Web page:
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Facing stark choice on COVID-19 response, Alberta delays third phase of reopening plan

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Chief Medical Officer of Health Deena Hinshaw and Alberta Health Minister Tyler Shandro at yesterday's COVID-19 update news conference. Image credit: Chris Schwarz, Alberta Newsroom/Flickr

Cornered by an upswing in the rate of COVID-19 cases and a frightening rise in cases of the more infectious B117 variant, Alberta's United Conservative Party government was forced yesterday to shelve its plan to move immediately into the third phase of its reopening.

Under the circumstances, a return to even stricter measures to control the spread of the SARS-CoV-2 virus might be called for, but Health Minister Tyler Shandro's admission that the government just couldn't open up as fast as it would like was better than the alternative of trusting the UCP's instincts.

Going full Texas and saying full speed ahead and damn the pandemic, thereby guaranteeing a third wave of COVID-19, was widely expected by media to be the government's likely course of action, so props to whoever persuaded the so-called COVID cabinet committee* to wait. My money's on Chief Medical Officer of Health Deena Hinshaw.

But Shandro's repeated effort to blame Alberta's high infection rate on Justin Trudeau and the Liberal federal government during yesterday's daily pandemic briefing with Dr. Hinshaw was embarrassing and not particularly persuasive.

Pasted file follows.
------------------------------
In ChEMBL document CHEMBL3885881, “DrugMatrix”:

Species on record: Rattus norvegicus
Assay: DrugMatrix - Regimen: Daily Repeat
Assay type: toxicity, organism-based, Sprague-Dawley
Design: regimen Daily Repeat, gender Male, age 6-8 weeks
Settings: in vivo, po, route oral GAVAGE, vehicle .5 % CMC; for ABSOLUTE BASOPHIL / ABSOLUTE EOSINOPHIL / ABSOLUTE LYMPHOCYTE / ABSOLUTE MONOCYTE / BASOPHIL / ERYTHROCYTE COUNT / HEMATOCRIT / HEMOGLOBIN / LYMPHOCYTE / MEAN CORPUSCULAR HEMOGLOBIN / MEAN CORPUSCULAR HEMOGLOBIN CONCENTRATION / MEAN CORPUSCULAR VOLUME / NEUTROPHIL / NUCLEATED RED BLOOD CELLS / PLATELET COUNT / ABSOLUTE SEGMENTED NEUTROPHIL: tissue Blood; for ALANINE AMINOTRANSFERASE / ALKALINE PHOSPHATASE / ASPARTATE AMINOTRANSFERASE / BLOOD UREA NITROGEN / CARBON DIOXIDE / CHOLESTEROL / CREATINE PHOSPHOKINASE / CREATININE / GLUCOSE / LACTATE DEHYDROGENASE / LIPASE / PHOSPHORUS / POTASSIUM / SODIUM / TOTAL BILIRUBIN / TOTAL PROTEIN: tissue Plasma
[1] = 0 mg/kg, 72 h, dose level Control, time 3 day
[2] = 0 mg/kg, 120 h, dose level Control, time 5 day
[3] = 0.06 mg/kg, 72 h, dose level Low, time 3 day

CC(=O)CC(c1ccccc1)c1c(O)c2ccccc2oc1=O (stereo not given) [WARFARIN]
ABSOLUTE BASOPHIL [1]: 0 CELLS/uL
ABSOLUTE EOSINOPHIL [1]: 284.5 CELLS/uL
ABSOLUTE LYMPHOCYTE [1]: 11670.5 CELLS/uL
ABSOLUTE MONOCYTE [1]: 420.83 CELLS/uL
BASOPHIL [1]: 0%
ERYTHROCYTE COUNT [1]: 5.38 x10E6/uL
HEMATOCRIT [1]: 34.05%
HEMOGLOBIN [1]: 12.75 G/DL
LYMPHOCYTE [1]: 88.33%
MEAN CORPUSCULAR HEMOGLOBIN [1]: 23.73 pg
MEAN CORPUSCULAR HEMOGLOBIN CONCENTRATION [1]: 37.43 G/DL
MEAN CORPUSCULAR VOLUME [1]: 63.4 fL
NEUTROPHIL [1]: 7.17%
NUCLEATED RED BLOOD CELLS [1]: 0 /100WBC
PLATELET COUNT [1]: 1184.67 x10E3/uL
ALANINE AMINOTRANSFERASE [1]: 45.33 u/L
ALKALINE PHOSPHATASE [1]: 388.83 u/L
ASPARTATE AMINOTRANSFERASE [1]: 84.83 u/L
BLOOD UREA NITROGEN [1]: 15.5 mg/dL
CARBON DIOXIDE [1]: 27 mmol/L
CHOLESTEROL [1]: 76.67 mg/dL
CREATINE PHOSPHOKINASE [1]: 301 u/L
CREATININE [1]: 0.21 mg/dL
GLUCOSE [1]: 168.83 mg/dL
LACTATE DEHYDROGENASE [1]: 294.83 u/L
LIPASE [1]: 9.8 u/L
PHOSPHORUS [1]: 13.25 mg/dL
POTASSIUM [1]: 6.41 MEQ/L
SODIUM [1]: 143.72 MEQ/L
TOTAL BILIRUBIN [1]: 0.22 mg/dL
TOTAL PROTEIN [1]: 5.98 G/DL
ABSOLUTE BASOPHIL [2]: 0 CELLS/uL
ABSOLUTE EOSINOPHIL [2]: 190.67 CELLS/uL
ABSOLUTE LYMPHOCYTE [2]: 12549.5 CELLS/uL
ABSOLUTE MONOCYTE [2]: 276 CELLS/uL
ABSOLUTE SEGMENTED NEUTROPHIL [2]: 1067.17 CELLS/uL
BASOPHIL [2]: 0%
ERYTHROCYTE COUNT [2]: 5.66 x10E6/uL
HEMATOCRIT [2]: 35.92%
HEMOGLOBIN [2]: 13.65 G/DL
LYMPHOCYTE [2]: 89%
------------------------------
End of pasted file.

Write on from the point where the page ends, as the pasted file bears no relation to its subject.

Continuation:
Has Ottawa's slower-than-the-U.S. vaccine rollout caused the need to extend measures to slow the spread of COVID-19 longer than the Kenney government wishes? It's surely had an impact.

But is it the cause of Alberta's highest-in-Canada COVID-19 infection rate? Obviously not. Vaccines are being distributed by Ottawa to provinces and territories at the same rate.

Currently there are 6,176 active cases in Alberta, including 1,691 cases of the fast-spreading B117 variant.

Last night there were 140 cases per 100,000 people in Alberta, compared with 105 in B.C., 100 in Ontario, 79 in Quebec, two in Newfoundland, Nova Scotia, and the N.W.T, and zero in Yukon and the Nunavut. The national average was 94.

So, no, our UCP government owns this one, and it seems likely the main reason is its reluctant acceptance of strong measures to control the spread of the disease and its tacit encouragement of anti-vaccination sentiment among the province's population. The presence of a rebellious and vocal group of anti-vaxxers in the UCP caucus surely doesn't help.

As the CBC's Robson Fletcher tweeted yesterday during the news conference:

"Alberta's health minister repeatedly blames the federal government for the COVID-19 situation the province finds itself in. He says it's due to the slow pace of Canada's vaccination rollout compared to the U.S. I wonder if health ministers in Atlantic Canada feel the same way"? (Emphasis added, of course.)